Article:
President Bush’s budget director, Mitchell E. Daniels Jr., has now admitted what most people have been expecting — that the era of federal budget deficits has returned for the foreseeable future. In the current fiscal year, the deficit will most probably be greater than $200 billion and will very likely be more than $300 billion in the next fiscal year. Daniels also forecast that there would be no end to federal budget deficits for the next 10 years.
But Daniels added that there should be little concern about how much the amount of federal spending exceeds the tax revenues taken in by the U.S. government. After all, the deficits will represent “only” about 2–3 percent of a U.S. Gross Domestic Product (GDP) of around $10 trillion. Nor should anyone worry that government borrowing will push up interest rates in the financial markets because, according to Daniels, in an increasingly global market lenders from around the world will easily supply the lendable funds needed to cover these deficits, resulting in a relatively negligible rise in U.S. interest rates.
The impression that the Bush administration is trying to create is clearly that these deficits will not matter. The planned increases in spending on domestic and defense programs impose no necessary noticeable burden upon the American public. The deficits will be a drop in the bucket in terms of the overall size of the national economy, and they will have minimal impact on the costs of private-sector borrowing for either investment or consumer purchases.
In spite of the administration’s rhetoric and rationales, however, everything has its cost, and this is as true for budget deficits as for anything else. More than 150 years ago, the French economist Frédéric Bastiat wrote an essay entitled “What Is Seen and What Is Not Seen” in which he pointed out that when government taxes or borrows, we all see what the spending produces: new government buildings, increased subsidies for selected groups of farmers, additional government expenditures on health care, or expanded arsenals of the weapons of war.
But what is not seen are all the things that would have been produced, purchased, and used by the multitudes of private individuals in the society if the government had not taxed away a portion of their income or had not siphoned off a portion of the available private savings to cover the budget deficits. But because of the government’s taxing and spending policies, these are “might-have-beens,” and people find it more difficult to fully appreciate what it is the government’s spending their money forces them to do without.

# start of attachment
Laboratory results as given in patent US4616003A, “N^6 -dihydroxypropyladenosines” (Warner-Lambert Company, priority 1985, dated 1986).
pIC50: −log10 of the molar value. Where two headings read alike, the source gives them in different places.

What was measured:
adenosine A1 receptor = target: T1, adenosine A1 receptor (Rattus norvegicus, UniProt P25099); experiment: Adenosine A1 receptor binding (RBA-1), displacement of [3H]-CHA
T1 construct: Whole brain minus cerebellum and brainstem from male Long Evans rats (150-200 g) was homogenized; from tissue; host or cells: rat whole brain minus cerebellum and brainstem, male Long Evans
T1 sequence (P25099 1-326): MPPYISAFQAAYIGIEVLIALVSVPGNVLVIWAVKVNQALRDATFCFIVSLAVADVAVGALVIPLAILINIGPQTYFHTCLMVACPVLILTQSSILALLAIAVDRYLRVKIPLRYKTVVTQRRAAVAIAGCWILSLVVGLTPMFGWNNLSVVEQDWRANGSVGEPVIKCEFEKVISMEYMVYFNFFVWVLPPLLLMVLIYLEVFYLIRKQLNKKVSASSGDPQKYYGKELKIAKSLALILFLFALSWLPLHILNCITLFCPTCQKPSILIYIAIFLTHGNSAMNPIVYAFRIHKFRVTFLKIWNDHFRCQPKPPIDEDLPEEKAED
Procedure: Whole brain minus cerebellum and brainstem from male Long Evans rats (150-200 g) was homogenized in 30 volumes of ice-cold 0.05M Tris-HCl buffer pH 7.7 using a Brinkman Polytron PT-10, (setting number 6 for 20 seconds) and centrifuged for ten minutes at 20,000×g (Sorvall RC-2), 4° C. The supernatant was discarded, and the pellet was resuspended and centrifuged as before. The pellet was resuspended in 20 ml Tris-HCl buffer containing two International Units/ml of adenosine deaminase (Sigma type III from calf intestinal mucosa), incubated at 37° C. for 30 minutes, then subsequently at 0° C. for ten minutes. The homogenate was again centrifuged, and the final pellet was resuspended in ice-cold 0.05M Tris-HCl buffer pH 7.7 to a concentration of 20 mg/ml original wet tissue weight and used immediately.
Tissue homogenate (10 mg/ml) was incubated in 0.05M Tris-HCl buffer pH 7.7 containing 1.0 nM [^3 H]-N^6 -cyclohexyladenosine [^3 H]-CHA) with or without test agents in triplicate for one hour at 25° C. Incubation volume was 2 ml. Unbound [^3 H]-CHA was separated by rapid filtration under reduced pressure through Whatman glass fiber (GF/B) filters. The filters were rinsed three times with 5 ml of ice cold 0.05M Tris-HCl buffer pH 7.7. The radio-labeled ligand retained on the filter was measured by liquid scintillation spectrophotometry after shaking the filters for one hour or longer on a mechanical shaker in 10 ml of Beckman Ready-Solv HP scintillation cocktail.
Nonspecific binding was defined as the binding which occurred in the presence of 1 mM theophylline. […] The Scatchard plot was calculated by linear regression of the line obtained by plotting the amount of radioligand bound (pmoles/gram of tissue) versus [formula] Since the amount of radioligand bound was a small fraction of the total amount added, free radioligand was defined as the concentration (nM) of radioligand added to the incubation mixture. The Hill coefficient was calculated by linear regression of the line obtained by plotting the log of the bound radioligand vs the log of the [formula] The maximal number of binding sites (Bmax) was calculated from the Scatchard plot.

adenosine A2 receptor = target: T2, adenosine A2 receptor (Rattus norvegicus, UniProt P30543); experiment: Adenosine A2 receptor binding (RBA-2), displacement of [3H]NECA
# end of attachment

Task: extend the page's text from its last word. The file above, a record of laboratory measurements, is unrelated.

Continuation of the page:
One way of thinking about the costs of the government’s fiscal policy is to consider what these deficits are equal to in terms of private-sector spending today. According to the preliminary (GDP) figures for 2002, a federal budget deficit between $200 and $300 billion is equal or almost equal to all purchases by the American consuming public on furniture and household items ($319.2 billion), clothing and shoes ($321 billion), or recreation ($285.9 billion). It is also equal to all spending on single-family residential housing in the United States ($245.3 billion).
In other words, these are the kinds of things that Americans will have less of when their dollar equivalents are borrowed away by the federal government to cover the expected budget deficits. The scarce resources, labor services, and capital equipment of society will be redirected to produce and supply those things for which the government spends the $200–$300 billion, rather than what private consumers and businessmen would have used it to manufacture.
Daniels and others in the Bush administration might try to fool us into thinking that the coming budget deficits are not much different than a “free lunch,” but each of us will end up partly paying the bill by having to do without many things that we could have been able to have instead.